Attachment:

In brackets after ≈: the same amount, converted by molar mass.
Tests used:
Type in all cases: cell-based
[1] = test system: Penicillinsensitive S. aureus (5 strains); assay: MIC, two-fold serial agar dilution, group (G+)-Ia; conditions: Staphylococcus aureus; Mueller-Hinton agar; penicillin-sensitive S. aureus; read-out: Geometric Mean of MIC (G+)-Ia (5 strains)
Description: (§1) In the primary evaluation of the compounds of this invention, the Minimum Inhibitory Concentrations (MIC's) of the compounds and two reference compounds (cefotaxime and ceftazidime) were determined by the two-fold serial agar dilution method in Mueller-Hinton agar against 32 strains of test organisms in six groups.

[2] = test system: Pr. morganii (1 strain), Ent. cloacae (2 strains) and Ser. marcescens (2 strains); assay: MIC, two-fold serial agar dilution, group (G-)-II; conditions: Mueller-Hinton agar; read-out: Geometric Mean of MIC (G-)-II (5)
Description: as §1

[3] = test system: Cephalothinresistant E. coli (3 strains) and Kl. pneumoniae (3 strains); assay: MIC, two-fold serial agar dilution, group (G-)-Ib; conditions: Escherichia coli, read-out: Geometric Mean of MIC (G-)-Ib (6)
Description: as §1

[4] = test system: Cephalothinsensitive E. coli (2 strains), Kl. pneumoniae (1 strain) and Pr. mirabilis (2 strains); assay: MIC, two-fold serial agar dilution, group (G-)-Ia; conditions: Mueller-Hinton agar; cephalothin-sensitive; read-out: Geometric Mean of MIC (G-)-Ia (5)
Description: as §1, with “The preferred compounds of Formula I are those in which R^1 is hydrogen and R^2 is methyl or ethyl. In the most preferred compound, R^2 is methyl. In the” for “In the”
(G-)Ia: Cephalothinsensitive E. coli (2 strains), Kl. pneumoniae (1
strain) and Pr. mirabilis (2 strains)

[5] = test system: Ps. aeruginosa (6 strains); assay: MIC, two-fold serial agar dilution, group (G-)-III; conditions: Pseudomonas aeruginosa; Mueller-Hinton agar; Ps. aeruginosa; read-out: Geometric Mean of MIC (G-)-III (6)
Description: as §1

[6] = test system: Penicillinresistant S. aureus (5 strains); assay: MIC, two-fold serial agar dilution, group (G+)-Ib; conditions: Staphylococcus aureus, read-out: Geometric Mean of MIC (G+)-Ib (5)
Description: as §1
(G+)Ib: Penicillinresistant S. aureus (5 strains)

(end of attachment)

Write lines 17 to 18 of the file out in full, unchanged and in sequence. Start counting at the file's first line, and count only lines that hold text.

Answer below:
Description: as §1
(G+)Ib: Penicillinresistant S. aureus (5 strains)